Fused Nichrome Loops in Beads

Last week in the newsletter, we talked about different gauges of nichrome wire that are good for jewelry use, and some different styles of loops. Today I’m going to show you how to add the loops to your bead molds to make fused kiln formed glass beads with nichrome loops instead of mandrel holes. This really a relatively easy process and will add a new dimension to your bead making.

Materials:

Bead Mold kits (mold and bead release, set aside the mandrels for later)

Nichrome wire, 20 or 22 gauge

round nose pliers

wire cutters

Step 1.

Prepare the mold with kilnwash or whatever coating you prefer.

Small Lentil Bead Mold
Small Lentil Bead Mold

Step 2.

Create Nichrome wire loops that fit each bead cavity. For eye-pin style loops, I highly recommend using 20 gauge wire. For staple style loops that will have both ends in the glass, you could easily use 22 gauge. Keep in mind this is my personal preference, if you have a Nichrome wire trick that works well for you, keep doing that.

Here’s a quick chart from the newsletter last week:

Loop Type Uses
Staple- single or double sided (double
sided can look like an S shape) – 22 gauge
Single sided
Earring beads
light weight charms
small ornaments
bail beads
Pendants
medium weight charmsDouble Sided
Bracelet Beads
Windchime components
Eye Pin – Single or double ended – 20 gauge
Single Sided
Small charms
Earring beads
small pendants
ornaments
small chime componentsDouble Sided
beads for necklaces
Twisted Eye Pin – Single or double ended – 20 or 22 gauge
Single Sided
Heavy pendants
charms for bracelets
Heavy duty chimesDouble sided
Beads for bracelets

The loop should extend on either side of the cavity for double loop beads.

nichromedoubleipin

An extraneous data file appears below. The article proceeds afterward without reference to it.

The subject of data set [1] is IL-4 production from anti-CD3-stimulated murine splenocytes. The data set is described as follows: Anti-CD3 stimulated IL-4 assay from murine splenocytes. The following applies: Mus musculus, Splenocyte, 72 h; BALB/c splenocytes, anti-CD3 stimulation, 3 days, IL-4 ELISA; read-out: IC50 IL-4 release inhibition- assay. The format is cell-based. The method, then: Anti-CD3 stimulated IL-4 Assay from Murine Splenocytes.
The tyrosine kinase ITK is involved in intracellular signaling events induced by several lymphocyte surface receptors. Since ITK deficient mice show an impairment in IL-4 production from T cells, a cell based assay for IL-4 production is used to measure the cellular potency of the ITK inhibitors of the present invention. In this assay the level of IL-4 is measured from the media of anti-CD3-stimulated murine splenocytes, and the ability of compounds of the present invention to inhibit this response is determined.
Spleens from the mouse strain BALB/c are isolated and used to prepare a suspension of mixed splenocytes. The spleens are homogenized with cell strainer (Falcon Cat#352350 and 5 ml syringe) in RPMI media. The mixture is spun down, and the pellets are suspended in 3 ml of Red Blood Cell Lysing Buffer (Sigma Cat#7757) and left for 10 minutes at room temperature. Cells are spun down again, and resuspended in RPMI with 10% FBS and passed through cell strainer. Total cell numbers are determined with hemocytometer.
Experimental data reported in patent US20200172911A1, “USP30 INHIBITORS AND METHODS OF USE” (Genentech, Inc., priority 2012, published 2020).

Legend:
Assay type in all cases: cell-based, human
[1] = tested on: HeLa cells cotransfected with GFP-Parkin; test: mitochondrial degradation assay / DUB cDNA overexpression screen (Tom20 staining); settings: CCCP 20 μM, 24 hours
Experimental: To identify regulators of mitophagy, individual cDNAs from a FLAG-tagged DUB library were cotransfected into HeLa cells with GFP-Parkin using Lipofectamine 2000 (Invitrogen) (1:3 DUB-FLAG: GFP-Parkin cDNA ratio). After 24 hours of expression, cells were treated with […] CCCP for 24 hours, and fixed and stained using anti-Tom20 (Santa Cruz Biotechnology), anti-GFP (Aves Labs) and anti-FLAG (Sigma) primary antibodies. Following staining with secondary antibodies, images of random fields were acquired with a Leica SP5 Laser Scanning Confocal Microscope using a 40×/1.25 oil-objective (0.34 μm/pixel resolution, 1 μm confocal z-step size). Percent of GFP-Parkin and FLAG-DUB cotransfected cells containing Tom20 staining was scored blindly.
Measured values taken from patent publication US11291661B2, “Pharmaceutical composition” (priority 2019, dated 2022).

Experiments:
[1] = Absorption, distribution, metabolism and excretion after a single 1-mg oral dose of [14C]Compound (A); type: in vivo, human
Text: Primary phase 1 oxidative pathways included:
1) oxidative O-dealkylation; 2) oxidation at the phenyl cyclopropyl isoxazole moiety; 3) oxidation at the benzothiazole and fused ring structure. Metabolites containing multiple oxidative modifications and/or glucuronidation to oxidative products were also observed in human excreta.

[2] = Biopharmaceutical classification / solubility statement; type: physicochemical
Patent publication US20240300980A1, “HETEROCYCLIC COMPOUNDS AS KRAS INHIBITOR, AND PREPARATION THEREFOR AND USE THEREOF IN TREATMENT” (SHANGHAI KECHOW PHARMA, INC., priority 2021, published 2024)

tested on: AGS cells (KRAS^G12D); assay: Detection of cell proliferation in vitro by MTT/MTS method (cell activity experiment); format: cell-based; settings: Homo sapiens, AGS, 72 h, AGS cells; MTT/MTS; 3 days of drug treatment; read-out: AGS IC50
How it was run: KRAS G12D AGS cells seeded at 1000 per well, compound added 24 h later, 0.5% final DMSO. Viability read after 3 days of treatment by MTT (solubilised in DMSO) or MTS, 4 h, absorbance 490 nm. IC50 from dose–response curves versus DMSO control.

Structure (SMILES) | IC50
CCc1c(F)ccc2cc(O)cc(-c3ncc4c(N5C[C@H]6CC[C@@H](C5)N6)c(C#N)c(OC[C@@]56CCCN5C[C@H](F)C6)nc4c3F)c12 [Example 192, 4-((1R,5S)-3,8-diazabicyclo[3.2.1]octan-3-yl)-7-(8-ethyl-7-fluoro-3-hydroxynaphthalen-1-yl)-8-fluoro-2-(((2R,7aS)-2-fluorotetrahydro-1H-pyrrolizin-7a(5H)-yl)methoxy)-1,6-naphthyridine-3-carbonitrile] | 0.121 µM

Once you have enough loops made, put them on your mold like this:

Bead mold with nichrome loopsStep 3.

Using your tube of bead release and a toothpick (or skewer), place a dab of bead release on the loop on each side of each bead cavity. This does two things: 1. keeps the wire in place as you fill the mold with glass and 2. keeps glass from filling the loop of your wire.

bead molds with nichrome loopsStep 4.

When the bead release is dry, fill each cavity with glass frit, make sure that the frit works its way down under the wire, a soft paint brush will help, or your handy toothpick.

Bead mold with glassStep 5.

Fire to a full fuse. The temperature is going to vary based on what type of glass you are using. If you’re using recycled glass, try the full fuse schedule as a starting point. If you are using art glass, start with the manufacturers recommended fusing temp and adjust from there. I find that small bits of glass take an extra couple of minutes to flatten out and round. If your beads come out lumpy, try extending your top hold time for a bit.

kiln formed beads with nichromefused glass beads with nichromeAll of the beads we made today have a loop on either side, these are great for bracelets or to add into necklaces and earrings. Next time I’ll show you how to make fused beads with a single loop, suitable for pendants or other charm type dangles.

 

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